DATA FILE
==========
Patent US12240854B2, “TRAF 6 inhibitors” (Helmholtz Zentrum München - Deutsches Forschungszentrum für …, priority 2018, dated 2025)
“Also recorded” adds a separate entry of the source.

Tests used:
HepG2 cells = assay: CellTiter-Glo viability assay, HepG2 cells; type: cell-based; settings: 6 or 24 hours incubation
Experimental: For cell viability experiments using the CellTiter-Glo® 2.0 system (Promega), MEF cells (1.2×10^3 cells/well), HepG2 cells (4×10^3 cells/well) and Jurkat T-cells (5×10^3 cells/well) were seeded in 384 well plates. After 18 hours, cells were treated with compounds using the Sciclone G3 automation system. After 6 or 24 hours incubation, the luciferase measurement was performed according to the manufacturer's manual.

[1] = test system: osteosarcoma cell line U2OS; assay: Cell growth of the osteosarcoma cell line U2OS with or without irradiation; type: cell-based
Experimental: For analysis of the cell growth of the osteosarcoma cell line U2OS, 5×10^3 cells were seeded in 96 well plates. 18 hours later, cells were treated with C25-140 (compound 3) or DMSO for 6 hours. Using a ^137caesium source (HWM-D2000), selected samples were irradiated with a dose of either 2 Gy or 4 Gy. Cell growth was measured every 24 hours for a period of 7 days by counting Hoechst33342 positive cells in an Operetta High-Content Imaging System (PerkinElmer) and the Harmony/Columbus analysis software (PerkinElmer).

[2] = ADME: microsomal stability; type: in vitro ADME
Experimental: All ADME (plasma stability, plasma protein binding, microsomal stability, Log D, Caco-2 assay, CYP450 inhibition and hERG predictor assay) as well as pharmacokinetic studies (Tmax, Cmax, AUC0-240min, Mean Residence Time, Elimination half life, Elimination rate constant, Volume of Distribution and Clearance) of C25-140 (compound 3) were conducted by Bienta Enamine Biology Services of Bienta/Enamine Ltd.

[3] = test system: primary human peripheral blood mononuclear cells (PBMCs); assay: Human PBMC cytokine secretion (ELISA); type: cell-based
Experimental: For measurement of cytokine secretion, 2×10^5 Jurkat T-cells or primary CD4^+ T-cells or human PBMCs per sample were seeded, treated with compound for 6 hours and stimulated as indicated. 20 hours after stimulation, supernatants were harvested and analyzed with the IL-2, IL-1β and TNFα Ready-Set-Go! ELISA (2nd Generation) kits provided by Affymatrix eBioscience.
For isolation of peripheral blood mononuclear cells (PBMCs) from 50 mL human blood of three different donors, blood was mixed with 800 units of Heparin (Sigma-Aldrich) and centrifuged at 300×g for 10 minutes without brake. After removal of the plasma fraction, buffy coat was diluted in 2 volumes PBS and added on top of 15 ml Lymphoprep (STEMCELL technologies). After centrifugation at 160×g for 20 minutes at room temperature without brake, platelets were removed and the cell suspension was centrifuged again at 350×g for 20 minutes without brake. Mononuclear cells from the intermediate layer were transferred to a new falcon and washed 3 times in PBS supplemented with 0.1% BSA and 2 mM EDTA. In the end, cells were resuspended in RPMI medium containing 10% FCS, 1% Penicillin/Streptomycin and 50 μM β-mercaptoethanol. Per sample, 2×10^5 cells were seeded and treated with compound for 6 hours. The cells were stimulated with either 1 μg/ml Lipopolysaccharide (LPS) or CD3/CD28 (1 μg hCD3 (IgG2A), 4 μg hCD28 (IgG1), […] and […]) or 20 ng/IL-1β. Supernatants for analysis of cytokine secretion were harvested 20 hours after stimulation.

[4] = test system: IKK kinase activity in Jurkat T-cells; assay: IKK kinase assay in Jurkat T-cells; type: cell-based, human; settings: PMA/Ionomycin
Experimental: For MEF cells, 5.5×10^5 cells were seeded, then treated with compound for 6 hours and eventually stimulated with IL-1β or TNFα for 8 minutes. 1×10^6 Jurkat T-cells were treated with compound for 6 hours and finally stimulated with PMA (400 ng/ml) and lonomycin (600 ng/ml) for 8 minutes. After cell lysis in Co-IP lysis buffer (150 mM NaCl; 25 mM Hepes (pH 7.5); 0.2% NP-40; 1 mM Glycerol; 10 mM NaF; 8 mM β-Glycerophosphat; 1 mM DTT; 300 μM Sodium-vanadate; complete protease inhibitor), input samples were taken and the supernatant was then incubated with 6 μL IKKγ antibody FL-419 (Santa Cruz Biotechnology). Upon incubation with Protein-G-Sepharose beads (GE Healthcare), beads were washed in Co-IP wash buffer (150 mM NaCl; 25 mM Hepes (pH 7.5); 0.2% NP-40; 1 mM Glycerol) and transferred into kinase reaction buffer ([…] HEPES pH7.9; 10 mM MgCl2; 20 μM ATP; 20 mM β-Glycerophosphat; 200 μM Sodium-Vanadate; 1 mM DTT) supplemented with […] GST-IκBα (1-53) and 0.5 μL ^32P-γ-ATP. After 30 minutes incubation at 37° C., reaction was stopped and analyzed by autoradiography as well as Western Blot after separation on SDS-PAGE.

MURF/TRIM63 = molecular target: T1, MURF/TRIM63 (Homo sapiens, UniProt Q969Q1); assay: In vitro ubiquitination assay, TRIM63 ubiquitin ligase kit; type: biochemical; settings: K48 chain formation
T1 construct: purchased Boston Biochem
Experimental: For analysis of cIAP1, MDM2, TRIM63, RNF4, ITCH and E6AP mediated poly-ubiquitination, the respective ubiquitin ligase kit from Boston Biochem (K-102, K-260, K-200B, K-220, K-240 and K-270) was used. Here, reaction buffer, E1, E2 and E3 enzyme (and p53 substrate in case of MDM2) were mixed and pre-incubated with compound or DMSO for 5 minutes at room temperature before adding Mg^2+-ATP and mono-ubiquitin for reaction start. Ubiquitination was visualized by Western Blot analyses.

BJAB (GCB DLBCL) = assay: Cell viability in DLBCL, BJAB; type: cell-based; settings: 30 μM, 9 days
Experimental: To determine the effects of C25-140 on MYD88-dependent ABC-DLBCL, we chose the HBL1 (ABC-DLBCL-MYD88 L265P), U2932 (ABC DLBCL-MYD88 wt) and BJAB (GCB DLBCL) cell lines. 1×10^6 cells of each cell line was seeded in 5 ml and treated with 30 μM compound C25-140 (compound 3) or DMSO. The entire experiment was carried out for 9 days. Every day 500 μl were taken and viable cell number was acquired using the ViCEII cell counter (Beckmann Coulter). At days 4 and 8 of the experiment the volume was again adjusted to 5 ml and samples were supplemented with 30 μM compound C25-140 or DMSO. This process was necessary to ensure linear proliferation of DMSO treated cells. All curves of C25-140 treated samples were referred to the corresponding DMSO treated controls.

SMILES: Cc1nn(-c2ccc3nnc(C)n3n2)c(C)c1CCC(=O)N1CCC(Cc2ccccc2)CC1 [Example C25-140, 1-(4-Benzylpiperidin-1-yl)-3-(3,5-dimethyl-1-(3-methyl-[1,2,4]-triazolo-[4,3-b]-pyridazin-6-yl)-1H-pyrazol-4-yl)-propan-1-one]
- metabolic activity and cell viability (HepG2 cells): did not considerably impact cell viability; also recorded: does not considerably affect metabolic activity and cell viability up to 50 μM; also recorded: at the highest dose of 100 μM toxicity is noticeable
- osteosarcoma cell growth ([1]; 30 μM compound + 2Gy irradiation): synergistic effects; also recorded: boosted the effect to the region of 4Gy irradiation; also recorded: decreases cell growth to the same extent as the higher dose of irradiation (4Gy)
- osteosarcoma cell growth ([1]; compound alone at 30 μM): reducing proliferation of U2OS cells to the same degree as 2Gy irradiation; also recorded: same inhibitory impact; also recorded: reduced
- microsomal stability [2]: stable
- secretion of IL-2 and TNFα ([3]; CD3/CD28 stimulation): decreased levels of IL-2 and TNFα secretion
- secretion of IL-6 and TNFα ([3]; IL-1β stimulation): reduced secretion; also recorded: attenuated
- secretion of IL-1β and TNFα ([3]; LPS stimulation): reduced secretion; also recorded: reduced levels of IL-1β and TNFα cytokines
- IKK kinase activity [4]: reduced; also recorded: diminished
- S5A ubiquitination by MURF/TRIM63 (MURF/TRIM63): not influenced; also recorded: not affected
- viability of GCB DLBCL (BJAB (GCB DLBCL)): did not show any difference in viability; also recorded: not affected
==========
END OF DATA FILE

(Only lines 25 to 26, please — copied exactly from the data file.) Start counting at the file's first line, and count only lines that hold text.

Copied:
- secretion of IL-2 and TNFα ([3]; CD3/CD28 stimulation): decreased levels of IL-2 and TNFα secretion
- secretion of IL-6 and TNFα ([3]; IL-1β stimulation): reduced secretion; also recorded: attenuated